So let’s look at some of the science. and I want to look at two key facts and I will do that with two, the first from Brian Arthur is a good summary of complexity:
..Complexity is looking at interacting elements and asking how they form patterns and how the patterns unfold. It’s important to point out that the patterns may never be finished. They’re open-ended. In standard science, this hit some things that most scientists have a negative reaction to. Science doesn’t like perpetual novelty.
or, as I put it a complex system is dispositional and has propensities, but it does not have linear material causality. Again to be clear RCA has a role and I will come to that in a minute.
The second and key quote really hits the whole idea of retrospective analysis as being in any way complete (which does not mean that diligently practiced it is not both valuable and essential):
What about expert searchers who have spent years honing their ability to detect small abnormalities in specific types of image? We asked 24 radiologists to perform a familiar lung nodule detection task. A gorilla, 48 times larger than the average nodule, was inserted in the last case. 83% of radiologists did not see the gorilla. Eye-tracking t that the majority of the those who missed the gorilla looked directly at the location of the gorilla. Even expert searchers, operating in their domain of expertise, are vulnerable to inattentional blindness.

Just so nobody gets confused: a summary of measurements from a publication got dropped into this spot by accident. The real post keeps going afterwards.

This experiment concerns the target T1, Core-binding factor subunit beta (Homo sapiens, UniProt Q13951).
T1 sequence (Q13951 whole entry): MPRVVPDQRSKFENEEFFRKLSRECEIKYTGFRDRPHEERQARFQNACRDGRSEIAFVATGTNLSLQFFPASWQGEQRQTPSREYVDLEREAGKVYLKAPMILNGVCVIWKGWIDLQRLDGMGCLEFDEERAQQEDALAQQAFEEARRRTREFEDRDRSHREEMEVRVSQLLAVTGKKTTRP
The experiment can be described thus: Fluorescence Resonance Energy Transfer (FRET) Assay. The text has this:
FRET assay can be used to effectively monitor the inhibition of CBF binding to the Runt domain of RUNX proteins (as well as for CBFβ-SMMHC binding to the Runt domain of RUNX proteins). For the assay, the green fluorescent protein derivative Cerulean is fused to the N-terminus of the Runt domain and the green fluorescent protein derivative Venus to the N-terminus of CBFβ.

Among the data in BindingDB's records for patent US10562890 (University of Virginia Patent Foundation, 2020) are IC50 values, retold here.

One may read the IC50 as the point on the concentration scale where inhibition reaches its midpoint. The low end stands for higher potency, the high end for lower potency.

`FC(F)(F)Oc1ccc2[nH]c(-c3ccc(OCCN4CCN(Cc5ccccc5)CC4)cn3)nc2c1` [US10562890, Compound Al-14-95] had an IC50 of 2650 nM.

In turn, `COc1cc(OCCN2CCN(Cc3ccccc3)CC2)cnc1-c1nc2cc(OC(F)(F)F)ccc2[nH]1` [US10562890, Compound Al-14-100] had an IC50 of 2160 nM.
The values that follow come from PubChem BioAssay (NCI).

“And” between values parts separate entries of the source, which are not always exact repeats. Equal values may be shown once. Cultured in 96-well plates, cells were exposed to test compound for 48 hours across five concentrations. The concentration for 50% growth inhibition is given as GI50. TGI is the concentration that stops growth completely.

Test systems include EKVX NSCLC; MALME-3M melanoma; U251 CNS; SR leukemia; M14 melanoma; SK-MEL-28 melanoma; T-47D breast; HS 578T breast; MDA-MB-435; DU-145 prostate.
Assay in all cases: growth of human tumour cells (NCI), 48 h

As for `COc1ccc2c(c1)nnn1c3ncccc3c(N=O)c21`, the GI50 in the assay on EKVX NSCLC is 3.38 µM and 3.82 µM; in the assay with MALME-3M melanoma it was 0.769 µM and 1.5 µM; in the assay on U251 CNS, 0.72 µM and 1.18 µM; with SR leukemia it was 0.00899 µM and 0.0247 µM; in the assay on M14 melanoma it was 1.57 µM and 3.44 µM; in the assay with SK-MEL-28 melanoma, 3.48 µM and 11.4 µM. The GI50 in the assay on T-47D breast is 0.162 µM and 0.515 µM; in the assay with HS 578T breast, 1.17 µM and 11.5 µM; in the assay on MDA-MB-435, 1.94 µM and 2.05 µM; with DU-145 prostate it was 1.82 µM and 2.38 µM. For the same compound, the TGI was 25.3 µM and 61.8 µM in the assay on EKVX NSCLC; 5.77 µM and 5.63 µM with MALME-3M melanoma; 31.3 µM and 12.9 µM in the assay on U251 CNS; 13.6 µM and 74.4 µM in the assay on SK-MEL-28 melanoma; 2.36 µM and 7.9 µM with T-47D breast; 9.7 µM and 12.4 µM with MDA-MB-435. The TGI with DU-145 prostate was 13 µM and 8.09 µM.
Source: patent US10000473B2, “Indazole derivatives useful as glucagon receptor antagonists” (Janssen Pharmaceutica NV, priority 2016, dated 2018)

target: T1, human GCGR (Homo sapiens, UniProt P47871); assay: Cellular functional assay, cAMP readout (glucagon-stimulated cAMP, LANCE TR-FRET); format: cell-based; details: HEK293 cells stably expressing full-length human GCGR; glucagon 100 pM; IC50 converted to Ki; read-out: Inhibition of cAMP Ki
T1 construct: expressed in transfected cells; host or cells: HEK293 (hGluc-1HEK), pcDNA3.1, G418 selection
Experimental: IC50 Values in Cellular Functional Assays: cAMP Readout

Drew, Vo & Wolfe (Psychol Sci. Sep 2013; 24(9): 1848–1853)
Partly in response to all of this I created some years ago, when working with Gary Klein in Singapore the SEE-ATTEND-ACT model which says that the fact we see the data does not mean that we will pay attention to it, and even if we pay attention we may not be willing or able to act on it. Whether this is right or wrong is another matter, but it reality and if we want to reduce, and mitigate the effects of, failure then dealing with reality is a part of things.
It is also important to realise that even in a deeply entangled system there are some cause and effect pathways – we need to be flexible here. Learning can be achieved in many ways and excluding more traditional and structured approaches is almost as bad as claiming those approaches are all that is needed. We also need to establish, where possible facts. As some of my colleagues know I get fed up to the back teeth with dealing with feelings where no examples can be quoted to support the validity of said feelings – I am making this statement in a business context to be clear. But feelings and attitudes, whatever the frustration, are a part and parcel of project management and more or less all human endeavor.
So what can we do differently, or rather in conjunction with RCA and also with the various anticipatory techniques?